People like you – NO! I am an individual client of yours

Now after reading the previous point, it makes even more sense never to open with phrases like “I was just calling people in your area/people like you”. Surely that can’t be the company’s biggest benefit?

Just calling to touch base/Just checking to see if you needed anything

This always means “I want an order but I am too scared to ask for it”. Rather call with news of interest: “Mr Smith, I was at another client last week, and saw something that might be of interest to you”.

If they ask dead end questions they are losing 50% of their business

“Is there something else I can help you with today?” If the client says “no”, they are stumped. Rather make a specific suggestion. “Mr Smith, have you tried our ….before”

Be prepared and think on your feet

It is said that a good lawyer never asks a question he does not already know the answer to. A good salesman is prepared for both answers.

Have any sales people ever tried to close a deal at the end of a presentation with “so, Mr Smith, what do you think of our product?”

A closing question is answered with a “yes” or a “no”. This question is not only an opening question; it is also a bad one.

Just pick up the phone and try it.

Telesales Magic 101 – Tips on Asking Questions in Your Telesales and Telemarketing Calls

The telesales professional with the ability to ask probing questions will be the most sought after professional in the telesales world. One of the distinguishing qualities of top sellers is their skill in handling their customers effectively by asking probing questions in order to get valuable information and build rapport. By asking probing questions, you are opening the window of opportunities: customers’ needs are uncovered, buying cycles are determined, and people are given a new perspective and go for the better supplier.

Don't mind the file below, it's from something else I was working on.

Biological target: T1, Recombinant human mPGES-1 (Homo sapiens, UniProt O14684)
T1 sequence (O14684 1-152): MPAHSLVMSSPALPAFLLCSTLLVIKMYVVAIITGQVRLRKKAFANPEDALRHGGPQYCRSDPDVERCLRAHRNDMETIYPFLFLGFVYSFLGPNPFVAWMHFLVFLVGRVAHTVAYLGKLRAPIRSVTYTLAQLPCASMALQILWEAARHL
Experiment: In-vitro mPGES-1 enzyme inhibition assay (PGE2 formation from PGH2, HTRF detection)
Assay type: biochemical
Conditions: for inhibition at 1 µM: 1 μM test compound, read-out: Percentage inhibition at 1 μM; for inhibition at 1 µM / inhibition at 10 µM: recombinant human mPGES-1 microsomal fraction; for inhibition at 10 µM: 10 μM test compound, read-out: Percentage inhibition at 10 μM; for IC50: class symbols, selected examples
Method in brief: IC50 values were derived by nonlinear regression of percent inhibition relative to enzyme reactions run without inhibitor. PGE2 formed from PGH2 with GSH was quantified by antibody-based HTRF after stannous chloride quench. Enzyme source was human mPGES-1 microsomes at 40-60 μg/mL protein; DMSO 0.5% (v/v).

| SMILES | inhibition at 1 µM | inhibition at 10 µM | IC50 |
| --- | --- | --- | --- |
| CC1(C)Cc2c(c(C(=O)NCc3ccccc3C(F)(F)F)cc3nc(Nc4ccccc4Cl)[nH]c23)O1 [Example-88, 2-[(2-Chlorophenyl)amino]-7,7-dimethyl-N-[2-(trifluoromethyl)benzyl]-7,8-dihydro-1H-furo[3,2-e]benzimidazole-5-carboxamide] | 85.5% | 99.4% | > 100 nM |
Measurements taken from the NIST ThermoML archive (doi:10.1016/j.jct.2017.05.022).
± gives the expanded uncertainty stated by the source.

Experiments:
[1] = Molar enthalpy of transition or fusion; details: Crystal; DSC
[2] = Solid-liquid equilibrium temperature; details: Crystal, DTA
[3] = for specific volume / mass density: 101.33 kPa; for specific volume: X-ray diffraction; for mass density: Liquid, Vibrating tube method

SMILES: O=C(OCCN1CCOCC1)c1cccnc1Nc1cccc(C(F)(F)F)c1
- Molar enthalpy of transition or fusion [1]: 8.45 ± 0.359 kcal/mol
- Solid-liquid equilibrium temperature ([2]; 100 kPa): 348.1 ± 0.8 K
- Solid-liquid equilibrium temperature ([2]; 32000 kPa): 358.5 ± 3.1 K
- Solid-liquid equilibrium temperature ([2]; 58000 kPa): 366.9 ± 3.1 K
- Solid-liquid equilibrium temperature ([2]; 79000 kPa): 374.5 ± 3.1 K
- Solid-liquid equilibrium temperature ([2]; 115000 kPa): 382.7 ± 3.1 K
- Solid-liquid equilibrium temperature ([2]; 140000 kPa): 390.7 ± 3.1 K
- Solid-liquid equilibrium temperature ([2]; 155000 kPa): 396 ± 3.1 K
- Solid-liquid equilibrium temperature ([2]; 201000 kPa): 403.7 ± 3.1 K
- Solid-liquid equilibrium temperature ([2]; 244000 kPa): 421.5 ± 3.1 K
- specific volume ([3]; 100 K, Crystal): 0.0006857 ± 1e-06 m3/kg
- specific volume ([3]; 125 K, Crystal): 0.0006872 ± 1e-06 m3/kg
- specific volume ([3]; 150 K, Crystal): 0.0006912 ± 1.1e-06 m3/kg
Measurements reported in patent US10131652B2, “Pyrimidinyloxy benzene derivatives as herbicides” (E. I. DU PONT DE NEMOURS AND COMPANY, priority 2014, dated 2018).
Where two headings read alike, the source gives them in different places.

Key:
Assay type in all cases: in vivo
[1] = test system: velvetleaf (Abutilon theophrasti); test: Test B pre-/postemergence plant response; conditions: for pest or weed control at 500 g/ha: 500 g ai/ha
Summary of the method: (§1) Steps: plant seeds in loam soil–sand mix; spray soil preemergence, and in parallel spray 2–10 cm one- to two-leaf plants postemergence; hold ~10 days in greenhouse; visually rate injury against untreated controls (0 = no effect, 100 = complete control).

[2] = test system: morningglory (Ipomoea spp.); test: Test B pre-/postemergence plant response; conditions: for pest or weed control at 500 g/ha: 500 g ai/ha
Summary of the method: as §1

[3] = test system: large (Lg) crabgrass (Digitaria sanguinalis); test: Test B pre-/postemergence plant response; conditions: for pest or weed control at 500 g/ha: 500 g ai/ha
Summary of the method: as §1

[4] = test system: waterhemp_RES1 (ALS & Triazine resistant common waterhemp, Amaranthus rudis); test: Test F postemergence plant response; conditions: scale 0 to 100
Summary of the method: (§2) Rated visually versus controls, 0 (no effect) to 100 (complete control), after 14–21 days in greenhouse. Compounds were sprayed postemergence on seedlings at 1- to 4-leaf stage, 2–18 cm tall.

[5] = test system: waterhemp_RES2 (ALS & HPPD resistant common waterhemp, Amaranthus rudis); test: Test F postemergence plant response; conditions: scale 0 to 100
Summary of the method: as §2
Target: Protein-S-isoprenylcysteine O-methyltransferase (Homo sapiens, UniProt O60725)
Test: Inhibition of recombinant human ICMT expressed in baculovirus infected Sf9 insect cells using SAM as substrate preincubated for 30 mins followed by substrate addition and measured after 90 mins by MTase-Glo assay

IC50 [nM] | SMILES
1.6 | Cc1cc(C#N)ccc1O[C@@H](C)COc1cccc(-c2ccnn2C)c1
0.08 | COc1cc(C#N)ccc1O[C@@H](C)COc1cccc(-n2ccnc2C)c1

The top telesales professionals who ask probing questions easily make new business, encounter fewer objections and make a huge impact on prospective customers, who in turn give their trust and are likely to make a buying decision.

You, too, can be one of the top telesales professionals once you have mastered the skill of asking the right questions. The following pointers should lead you to your goals.

Ask the right questions. The people you call are most likely familiar with your “line of questioning” because they have been asked the same type of questions by other telesales professionals. If you don’t differentiate yourself from the rest by asking the usual “run-of-the-mill” questions, it will be tough to get your prospects talking and give you the information that you need. Vary your questioning by asking more close-ended questions. Compared to open-ended questions which give you lengthy answers, close-ended questions are answered with a yes or no. You can actually take control of the conversation by asking a series of close-ended questions designed to bring the prospect closer to the sale.

Another technique you could try is to ask a close-ended question that brings you to open-ended questions which make the prospect open up to you.

All your questions should be of the kind that make people stop, think and say “That’s a good question.” or “I’ve never thought of that.” To help you think of the right questions, put yourself in your prospect’s shoes and think of the questions that will make you think. You can gauge for yourself if your questions are leading you to the right direction judging from the response of your prospects. If they are answering your questions too quickly, then you are not doing a good job of making them think. Also, if your prospect is not giving you the information that you need then it’s time to think of something better to ask.

Spend some to brainstorm to write down the questions that you will ask in your telemarketing calls. Avoid the questions that other telesales professionals or your competitors are asking.